9 Reasons Social Media and the Web Can Save Wildlife

from Wildlife Promise

It is my personal belief that social media can play a huge role in helping protect wildlife. Being a part of the information age is incredible and overwhelming at times, but I can’t help but be optimistic that we are in a better place than ever before to save wildlife.Why?

 

1. There are countless educational resources at your finger tips.
The flow of information is phenomenal on the web. While it is always good to get your news from a number of sources, I think more now than ever it’s important to be authentic or your false message will be exposed. That being said, organizations like the National Wildlife Federation can spread important wildlife information and offer up
fantastic resources for people interested in making less of an impact on the earth. Through social media sites that focus on news like Mixx, Digg and Reddit, we can share upcoming news and help push out correct information.

National Wildlife Week – Educational Resources
45+ ways to help wildlife in your backyard
eNature’s Wildlife Resource
NRDC’s Saving Biogems

Socialmedia2. Taking action has never been easier.
Wildlife conservation depends greatly on policy changes. Luckily, the ways for people to take action have increased and communicating with your representative has never been easier. Whether you’re writing a handwritten letter or writing an email, the internet is helping to spread the word about all kinds of wildlife issues like never before. NWF also sees great engagement coming from sites like Change.org and Care2.com. Social media is a great way to help organize movements, enact change for wildlife and influence decision makers.

Take Action for Wildlife
Join NWF’s community for Action Takers

3. Nature photography and art can be shared with a simple click.
I wrote a recent article on Green Upgrader that talked about the importance of art in the environmental movement. It helps keep the importance and beauty of our earth in the hearts and minds of people. There is so much potential with sites like Flickr to share the beauty and wonder of nature!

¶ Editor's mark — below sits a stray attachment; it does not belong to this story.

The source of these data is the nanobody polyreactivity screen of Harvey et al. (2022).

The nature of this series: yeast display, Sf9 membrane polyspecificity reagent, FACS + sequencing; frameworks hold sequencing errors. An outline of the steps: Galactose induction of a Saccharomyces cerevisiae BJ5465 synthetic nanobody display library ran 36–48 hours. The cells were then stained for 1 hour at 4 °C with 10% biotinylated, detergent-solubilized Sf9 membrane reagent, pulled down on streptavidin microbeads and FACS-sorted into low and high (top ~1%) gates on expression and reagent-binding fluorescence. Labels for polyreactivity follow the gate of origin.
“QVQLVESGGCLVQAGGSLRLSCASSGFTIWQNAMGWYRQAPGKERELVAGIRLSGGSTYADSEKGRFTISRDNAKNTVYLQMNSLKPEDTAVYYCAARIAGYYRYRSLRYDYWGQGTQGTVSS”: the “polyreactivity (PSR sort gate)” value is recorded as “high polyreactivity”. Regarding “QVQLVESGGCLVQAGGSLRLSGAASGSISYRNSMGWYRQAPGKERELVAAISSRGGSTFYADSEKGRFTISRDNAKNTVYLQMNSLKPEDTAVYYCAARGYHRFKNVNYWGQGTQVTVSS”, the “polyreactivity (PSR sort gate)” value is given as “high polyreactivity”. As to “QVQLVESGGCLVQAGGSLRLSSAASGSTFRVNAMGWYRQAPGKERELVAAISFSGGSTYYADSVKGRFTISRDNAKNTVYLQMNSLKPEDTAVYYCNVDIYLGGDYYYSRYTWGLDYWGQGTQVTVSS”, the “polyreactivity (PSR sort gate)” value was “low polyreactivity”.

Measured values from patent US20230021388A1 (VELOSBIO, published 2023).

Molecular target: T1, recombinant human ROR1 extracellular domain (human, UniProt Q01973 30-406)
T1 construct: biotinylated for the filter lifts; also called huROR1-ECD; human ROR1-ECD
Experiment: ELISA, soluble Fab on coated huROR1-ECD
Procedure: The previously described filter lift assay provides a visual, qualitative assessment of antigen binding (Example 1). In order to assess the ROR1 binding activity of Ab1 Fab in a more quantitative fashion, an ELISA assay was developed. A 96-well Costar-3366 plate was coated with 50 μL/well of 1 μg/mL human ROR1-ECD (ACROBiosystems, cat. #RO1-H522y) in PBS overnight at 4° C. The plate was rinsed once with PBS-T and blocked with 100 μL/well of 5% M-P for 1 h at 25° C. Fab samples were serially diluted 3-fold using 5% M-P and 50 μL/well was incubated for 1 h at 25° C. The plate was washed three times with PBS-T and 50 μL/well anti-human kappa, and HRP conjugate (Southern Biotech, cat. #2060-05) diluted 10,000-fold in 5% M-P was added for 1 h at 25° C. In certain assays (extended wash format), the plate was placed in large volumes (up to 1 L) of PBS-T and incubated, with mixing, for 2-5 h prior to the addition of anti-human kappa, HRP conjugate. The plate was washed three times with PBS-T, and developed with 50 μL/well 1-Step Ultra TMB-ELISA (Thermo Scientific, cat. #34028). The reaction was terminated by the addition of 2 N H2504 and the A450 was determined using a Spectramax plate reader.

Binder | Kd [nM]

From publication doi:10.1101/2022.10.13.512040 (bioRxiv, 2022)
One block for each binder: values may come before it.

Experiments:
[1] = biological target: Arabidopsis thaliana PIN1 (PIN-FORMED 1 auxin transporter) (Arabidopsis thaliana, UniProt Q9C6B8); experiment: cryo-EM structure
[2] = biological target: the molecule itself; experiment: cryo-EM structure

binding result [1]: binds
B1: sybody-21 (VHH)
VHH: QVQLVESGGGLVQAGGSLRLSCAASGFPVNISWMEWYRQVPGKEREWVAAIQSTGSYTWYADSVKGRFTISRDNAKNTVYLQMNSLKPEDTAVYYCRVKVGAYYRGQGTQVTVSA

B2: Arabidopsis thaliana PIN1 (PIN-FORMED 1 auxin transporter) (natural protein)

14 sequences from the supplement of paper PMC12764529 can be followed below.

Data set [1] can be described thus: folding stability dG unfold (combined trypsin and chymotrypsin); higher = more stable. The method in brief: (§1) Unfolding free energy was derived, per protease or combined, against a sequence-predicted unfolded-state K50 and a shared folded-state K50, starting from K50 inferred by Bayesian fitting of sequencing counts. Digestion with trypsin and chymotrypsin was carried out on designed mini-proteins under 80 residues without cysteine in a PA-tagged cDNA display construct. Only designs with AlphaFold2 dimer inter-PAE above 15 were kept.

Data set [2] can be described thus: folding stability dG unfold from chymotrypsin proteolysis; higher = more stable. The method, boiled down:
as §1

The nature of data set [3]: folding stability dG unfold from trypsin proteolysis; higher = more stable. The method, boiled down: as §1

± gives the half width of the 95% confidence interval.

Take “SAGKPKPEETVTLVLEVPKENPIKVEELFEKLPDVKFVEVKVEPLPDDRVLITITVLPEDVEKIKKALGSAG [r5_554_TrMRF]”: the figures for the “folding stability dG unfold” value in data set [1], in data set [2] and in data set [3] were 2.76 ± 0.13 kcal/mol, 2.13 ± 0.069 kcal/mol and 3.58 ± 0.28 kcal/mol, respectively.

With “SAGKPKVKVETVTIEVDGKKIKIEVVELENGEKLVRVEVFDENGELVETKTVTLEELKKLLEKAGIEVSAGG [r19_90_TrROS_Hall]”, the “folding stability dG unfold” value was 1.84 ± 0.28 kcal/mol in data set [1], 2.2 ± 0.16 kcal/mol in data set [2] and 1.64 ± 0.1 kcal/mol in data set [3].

Irreplaceable: Wildlife In a Warming World
NWF’s Flickr Group for Wildlife Watch

4. New ideas and concepts have a place to be discussed and critiqued.
When it comes to ideas, concepts, designs and other such things, the conservation movement is benefiting greatly from social media because the communication easily crosses continents and borders. Through social media, creative minds are coming together, ideas are being shared and people .

Inhabitat’s Blog on Green Design
Max Gladwell’s Blog on Sustainability
Mark Lovett’s Global Patriot
Adam Shake’s Twilight Earth

Ottersbymikebaird
(photo by Mike Baird on Flickr)

5. Nature can be found easier- therefore protected and enjoyed.

When people socialize it’s not all just fun and games. But sometimes it is. NWF’s Green Hour program works hard to connect people to nature and encourages them to Be Out There. Well, with social media and online resources, spreading information such as NatureFind is much easier and more efficient.

NatureFind: Find Nature Nearby
Find Playspaces and Join the Challenge

NWF’s Green Hour
Be Out There Campaign

6. You can donate to (and fundraise for) causes more efficiently.
While emails and web ads asking for donations can get slightly irritating, the more we can decrease our sending donation asks through the mail the better. It is much easier to donate/fundraise for causes you care about on the web and it cuts back on resources and leaves the water and trees for wildlife. In some cases, like the toolbar that Freecause offers or search engine by Good Search can also offer unique ways for people to “donate”.
Donate to NWF
NWF’s FreeCause Toolbar
Goodsearch
Click to Donate to the Rainforest Site

 

7. Data Collection:
The data we collect on wildlife specimens is incredibly important and needs to be accurate. Using the social web and communication tools we can efficiently update databases through online databases and cut back on the time that passes before information is collected. Also–it’s useful to house the data with online tools so that it is accessible to other scientists in the field.

Here are some great citizen science programs:
Birdpost.com
FrogwatchUSA
Christmas Bird Count
The Great Backyard Bird Count
Journey North
The Daily Green’s 20+ Citizen Science Projects

8.  Quick Response:
With social sites such as Twitter, we can know more about our surroundings quicker with more time to react. We’ve seen people using Twitter update others on bushfires, earthquakes and other natural disasters. Well with tools like this we can really make efforts to correct and help save wildlife by being able to respond quickly.

Bush Fires
NWF’s wildlife watch on Twitter
Humane Society’s Seal Hunt

9. It has really helped identify community leaders and volunteers.
With the help of social media sites like Facebook, Twitter and Myspace, I have had the pleasure of getting to know some of our most impressive activists. Social sites are a great place to collaborate and it especially helps organizations get to know some incredible organizers.

North Carolina Wildlife Federation’s Ning Site
Moorehead Community Habitat Team
…to name just a few!

Now, I know there are many other ways to help– so I’m ready to hear your ideas! At the very least these are a few broad ways that social media is helping. And I think when used responsibly — the online world can really help us reach out and connect– all while making a difference for wildlife!